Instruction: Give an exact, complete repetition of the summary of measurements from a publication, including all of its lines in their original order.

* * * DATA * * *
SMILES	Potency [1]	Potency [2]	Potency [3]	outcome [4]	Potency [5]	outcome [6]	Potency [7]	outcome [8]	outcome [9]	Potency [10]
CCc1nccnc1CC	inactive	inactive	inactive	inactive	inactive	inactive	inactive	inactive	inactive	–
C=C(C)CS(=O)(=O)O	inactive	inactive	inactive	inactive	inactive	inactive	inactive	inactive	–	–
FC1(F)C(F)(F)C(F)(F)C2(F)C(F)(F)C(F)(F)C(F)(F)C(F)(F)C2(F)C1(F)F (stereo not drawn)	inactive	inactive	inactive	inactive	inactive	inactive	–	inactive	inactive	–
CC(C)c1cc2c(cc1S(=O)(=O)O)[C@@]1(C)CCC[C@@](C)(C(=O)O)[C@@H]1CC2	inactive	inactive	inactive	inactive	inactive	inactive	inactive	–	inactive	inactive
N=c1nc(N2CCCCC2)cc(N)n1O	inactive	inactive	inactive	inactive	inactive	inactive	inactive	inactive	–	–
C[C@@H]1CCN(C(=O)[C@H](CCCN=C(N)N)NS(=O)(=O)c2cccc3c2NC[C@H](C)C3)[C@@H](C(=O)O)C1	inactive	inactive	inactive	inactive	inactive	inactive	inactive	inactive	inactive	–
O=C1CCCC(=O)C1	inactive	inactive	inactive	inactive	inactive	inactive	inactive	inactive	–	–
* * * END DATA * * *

SMILES	Potency [1]	Potency [2]	Potency [3]	outcome [4]	Potency [5]	outcome [6]	Potency [7]	outcome [8]	outcome [9]	Potency [10]
CCc1nccnc1CC	inactive	inactive	inactive	inactive	inactive	inactive	inactive	inactive	inactive	–
C=C(C)CS(=O)(=O)O	inactive	inactive	inactive	inactive	inactive	inactive	inactive	inactive	–	–
FC1(F)C(F)(F)C(F)(F)C2(F)C(F)(F)C(F)(F)C(F)(F)C(F)(F)C2(F)C1(F)F (stereo not drawn)	inactive	inactive	inactive	inactive	inactive	inactive	–	inactive	inactive	–
CC(C)c1cc2c(cc1S(=O)(=O)O)[C@@]1(C)CCC[C@@](C)(C(=O)O)[C@@H]1CC2	inactive	inactive	inactive	inactive	inactive	inactive	inactive	–	inactive	inactive
N=c1nc(N2CCCCC2)cc(N)n1O	inactive	inactive	inactive	inactive	inactive	inactive	inactive	inactive	–	–
C[C@@H]1CCN(C(=O)[C@H](CCCN=C(N)N)NS(=O)(=O)c2cccc3c2NC[C@H](C)C3)[C@@H](C(=O)O)C1	inactive	inactive	inactive	inactive	inactive	inactive	inactive	inactive	inactive	–
O=C1CCCC(=O)C1	inactive	inactive	inactive	inactive	inactive	inactive	inactive	inactive	–	–